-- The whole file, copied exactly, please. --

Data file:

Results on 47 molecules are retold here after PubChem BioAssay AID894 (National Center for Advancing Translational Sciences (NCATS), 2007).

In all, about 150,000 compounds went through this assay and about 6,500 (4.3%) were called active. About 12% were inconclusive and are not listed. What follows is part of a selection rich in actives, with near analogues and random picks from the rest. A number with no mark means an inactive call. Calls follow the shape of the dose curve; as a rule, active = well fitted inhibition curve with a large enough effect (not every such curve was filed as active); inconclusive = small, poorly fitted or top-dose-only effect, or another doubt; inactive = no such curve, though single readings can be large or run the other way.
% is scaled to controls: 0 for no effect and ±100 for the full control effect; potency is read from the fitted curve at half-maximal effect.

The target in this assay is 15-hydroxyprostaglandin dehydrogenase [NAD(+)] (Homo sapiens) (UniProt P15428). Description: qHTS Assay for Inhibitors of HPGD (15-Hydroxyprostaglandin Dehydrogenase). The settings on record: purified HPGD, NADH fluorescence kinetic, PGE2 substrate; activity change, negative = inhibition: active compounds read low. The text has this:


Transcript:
Results on 47 molecules are retold here after PubChem BioAssay AID894 (National Center for Advancing Translational Sciences (NCATS), 2007).

In all, about 150,000 compounds went through this assay and about 6,500 (4.3%) were called active. About 12% were inconclusive and are not listed. What follows is part of a selection rich in actives, with near analogues and random picks from the rest. A number with no mark means an inactive call. Calls follow the shape of the dose curve; as a rule, active = well fitted inhibition curve with a large enough effect (not every such curve was filed as active); inconclusive = small, poorly fitted or top-dose-only effect, or another doubt; inactive = no such curve, though single readings can be large or run the other way.
% is scaled to controls: 0 for no effect and ±100 for the full control effect; potency is read from the fitted curve at half-maximal effect.

The target in this assay is 15-hydroxyprostaglandin dehydrogenase [NAD(+)] (Homo sapiens) (UniProt P15428). Description: qHTS Assay for Inhibitors of HPGD (15-Hydroxyprostaglandin Dehydrogenase). The settings on record: purified HPGD, NADH fluorescence kinetic, PGE2 substrate; activity change, negative = inhibition: active compounds read low. The text has this: